Invadosomes are coming: new insights into function and disease relevance

Elyse K. Paterson, Sara A. Courtneidge

Research output: Contribution to journalReview articlepeer-review

89 Scopus citations


Invadopodia and podosomes are discrete, actin-based molecular protrusions that form in cancer cells and normal cells, respectively, in response to diverse signaling pathways and extracellular matrix cues. Although they participate in a host of different cellular processes, they share a common functional theme of controlling pericellular proteolytic activity, which sets them apart from other structures that function in migration and adhesion, including focal adhesions, lamellipodia, and filopodia. In this review, we highlight research that explores the function of these complex structures, including roles for podosomes in embryonic and postnatal development, in angiogenesis and remodeling of the vasculature, in maturation of the postsynaptic membrane, in antigen sampling and recognition, and in cell–cell fusion mechanisms, as well as the involvement of invadopodia at multiple steps of the metastatic cascade, and how all of this may apply in the treatment of human disease states. Finally, we explore recent research that implicates a novel role for exosomes and microvesicles in invadopodia-dependent and invadopodia-independent mechanisms of invasion, respectively.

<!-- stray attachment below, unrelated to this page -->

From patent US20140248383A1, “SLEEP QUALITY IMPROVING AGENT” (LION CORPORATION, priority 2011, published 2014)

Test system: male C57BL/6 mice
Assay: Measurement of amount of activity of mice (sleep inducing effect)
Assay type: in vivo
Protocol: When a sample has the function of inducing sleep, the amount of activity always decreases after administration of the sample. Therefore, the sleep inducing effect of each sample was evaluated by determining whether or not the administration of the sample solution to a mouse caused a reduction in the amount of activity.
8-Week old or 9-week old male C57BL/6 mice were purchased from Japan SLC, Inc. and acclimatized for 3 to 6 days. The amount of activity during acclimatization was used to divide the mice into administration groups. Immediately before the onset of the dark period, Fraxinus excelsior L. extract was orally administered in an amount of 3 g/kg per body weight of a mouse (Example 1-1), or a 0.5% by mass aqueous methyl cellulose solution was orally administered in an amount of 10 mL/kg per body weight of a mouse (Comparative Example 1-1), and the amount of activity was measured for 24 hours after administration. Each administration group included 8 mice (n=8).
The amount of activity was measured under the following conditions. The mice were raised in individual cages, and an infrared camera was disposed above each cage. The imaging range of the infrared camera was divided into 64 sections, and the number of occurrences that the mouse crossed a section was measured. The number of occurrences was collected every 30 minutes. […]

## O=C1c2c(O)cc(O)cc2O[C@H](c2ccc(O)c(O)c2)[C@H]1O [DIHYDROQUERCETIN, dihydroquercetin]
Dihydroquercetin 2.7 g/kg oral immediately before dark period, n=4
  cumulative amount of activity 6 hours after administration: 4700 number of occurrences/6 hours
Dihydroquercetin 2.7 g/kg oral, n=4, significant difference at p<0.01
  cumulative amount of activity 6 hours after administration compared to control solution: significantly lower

Original languageEnglish (US)
Pages (from-to)8-27
Number of pages20
JournalFEBS Journal
Issue number1
StatePublished - Jan 2018


  • 3D growth
  • F-actin
  • MT1-MMP
  • Tks5
  • degradation
  • invadopodia
  • invadosome
  • invasion
  • metastasis
  • podosomes

ASJC Scopus subject areas

  • Biochemistry
  • Molecular Biology
  • Cell Biology


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